The Polish Heritage Society of Rochester, in conjunction with the Rochester Museum and Science Center, the Rochester Sister Cities Program, and several other organizations are planning a sequence of events in 2005 that will focus on Polish-American ethnic music and instruments. There will be special emphasis on the polka and the accordion. In preparing for these events, members of the planning committee have been investigating something of the backgrounds of these cornerstones of Polish-American culture.
Dr. Ellen Koskoff, Professor of Ethnomusicology at the Eastman School of Music, has edited the massive third volume of the Garland Encyclopedia of World Music (music of the United States and Canada) and has graciously provided the author with assistance and pointers to other interesting references on the subjects. The objective of this brief article is to provide a little background in preparation for next year’s PHSR activities and to whet the appetite of the reader to learn more about the subjects in that encyclopedia. (It is available in the Brighton Memorial Library. Another reference, Polka Happiness by Charles Keil and Angeliki V. Keil book is available as a used book through Amazon.com.)
“The instruments native to Eastern Europe and the Balkans have a fascination for most Americans. Russian balalaika ensembles have attracted audiences beyond the ethnic community. The Croation-Serbian tambura has been popularized by the Popovich Brothers’ Yugoslavian Tamburitza Orchestra, founded in 1925. The Greek bouzouki, the balalaika, the tambura – all make distinctive ethnic statements; however, the accordion, of Viennese origin, is the panethnic instrument common to many of the ensembles of Central and Eastern Europe, and in the polka bands it becomes the principal one.” [Kearns 529]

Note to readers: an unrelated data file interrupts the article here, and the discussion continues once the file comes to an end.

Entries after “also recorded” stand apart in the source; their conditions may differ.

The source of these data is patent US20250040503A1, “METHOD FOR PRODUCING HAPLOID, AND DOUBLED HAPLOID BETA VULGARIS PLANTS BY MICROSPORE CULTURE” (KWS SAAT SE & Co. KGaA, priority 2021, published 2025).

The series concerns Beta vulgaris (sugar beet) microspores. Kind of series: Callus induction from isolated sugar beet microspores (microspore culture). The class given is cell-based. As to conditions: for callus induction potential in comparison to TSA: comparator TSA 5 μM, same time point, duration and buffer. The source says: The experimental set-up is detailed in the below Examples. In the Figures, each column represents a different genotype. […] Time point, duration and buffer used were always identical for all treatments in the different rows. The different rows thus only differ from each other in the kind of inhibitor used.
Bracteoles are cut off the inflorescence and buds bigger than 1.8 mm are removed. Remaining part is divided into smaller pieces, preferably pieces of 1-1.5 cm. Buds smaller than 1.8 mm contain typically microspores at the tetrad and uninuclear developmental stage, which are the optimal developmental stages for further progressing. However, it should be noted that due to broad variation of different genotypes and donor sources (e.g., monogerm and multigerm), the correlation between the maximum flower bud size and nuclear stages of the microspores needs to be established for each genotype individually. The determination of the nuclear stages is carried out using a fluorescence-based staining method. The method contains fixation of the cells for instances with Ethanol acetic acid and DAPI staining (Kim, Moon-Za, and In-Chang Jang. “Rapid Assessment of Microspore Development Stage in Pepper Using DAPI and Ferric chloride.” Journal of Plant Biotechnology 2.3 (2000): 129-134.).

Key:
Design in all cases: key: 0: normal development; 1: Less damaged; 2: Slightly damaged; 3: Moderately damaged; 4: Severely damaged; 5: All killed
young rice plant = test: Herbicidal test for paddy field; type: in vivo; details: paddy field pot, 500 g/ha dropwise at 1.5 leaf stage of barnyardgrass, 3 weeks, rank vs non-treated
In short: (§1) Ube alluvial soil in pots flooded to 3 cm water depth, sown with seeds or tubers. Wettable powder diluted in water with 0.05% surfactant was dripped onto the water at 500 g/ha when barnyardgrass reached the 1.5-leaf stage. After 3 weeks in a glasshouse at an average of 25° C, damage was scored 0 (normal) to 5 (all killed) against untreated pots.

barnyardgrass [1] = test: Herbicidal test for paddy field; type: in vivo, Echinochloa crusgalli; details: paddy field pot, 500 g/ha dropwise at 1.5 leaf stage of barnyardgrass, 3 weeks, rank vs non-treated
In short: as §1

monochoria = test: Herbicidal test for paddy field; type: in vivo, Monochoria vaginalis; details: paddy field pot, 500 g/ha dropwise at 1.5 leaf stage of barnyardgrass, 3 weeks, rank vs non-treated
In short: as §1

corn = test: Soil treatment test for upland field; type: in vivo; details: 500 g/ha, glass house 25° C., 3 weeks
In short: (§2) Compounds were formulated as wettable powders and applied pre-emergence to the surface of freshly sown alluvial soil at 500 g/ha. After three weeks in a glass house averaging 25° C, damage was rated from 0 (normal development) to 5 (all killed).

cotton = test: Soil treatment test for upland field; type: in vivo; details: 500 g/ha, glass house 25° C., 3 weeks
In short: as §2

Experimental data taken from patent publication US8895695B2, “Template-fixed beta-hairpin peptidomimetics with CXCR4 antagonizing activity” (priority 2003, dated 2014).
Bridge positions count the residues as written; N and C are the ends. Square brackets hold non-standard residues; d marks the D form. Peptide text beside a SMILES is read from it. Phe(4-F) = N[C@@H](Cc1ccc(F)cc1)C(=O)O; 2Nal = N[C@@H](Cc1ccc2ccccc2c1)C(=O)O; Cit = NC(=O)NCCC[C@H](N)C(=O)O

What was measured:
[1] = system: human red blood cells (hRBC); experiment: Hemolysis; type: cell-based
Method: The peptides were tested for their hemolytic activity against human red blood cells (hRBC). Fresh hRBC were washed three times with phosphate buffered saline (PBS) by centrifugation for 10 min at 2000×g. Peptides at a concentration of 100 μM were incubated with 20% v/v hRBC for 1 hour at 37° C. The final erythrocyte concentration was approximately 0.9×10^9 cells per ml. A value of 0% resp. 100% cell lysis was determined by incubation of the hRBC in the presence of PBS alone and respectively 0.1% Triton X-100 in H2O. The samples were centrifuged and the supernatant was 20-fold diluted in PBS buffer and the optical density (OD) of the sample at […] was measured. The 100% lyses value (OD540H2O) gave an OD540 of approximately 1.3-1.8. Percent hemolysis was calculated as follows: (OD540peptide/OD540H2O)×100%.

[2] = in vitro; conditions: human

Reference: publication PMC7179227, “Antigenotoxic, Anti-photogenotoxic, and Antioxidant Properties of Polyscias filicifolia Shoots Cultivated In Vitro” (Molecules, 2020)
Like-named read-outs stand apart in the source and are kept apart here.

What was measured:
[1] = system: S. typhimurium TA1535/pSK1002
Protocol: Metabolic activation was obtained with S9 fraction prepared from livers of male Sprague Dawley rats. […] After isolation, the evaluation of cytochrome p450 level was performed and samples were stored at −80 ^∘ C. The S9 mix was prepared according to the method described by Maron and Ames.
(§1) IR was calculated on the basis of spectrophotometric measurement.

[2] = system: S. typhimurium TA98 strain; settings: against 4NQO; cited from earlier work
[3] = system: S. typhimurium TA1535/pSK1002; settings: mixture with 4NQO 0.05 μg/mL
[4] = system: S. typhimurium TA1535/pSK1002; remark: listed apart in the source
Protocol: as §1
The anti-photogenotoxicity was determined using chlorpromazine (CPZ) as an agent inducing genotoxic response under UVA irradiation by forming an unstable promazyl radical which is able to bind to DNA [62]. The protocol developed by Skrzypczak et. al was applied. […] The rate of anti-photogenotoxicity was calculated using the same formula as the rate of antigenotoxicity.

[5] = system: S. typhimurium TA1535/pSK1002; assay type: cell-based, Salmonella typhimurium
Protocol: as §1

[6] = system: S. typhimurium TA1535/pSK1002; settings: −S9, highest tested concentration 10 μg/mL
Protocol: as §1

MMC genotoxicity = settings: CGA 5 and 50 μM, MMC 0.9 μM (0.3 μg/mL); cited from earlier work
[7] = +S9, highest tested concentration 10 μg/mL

The sound production of an accordion is based upon a free vibrating reed. The history of the free vibrating reed instrument dates back to about 3000 B.C. in China during the reign of the legendary “Yellow Emperor” Huang Ti. Huang is reported to have sent the scholar Ling Lun to the western mountain regions of the domain to find a way to reproduce the song of the phoenix bird. Ling returned with the cheng (or sheng) which was shaped to resemble the phoenix. It consisted of between 13 and 24 bamboo pipes, a small gourd acting as a resonator box and wind chamber, and a mouthpiece. Other free vibrating reed instruments were developed in ancient Egypt and Greece. [Zanchini]
The first accordion in the form currently recognized made its appearance in 1822 when “a German instrument maker named Christian Freidrich Buschmann (1775-1832) put some expanding bellows expanding bellows onto a small portable keyboard, with free vibrating reeds inside the instrument itself. He dubbed it the hand-aeoline, and helped spread its fame in 1828 by leaving Berlin and touring with it.” [Zanchini]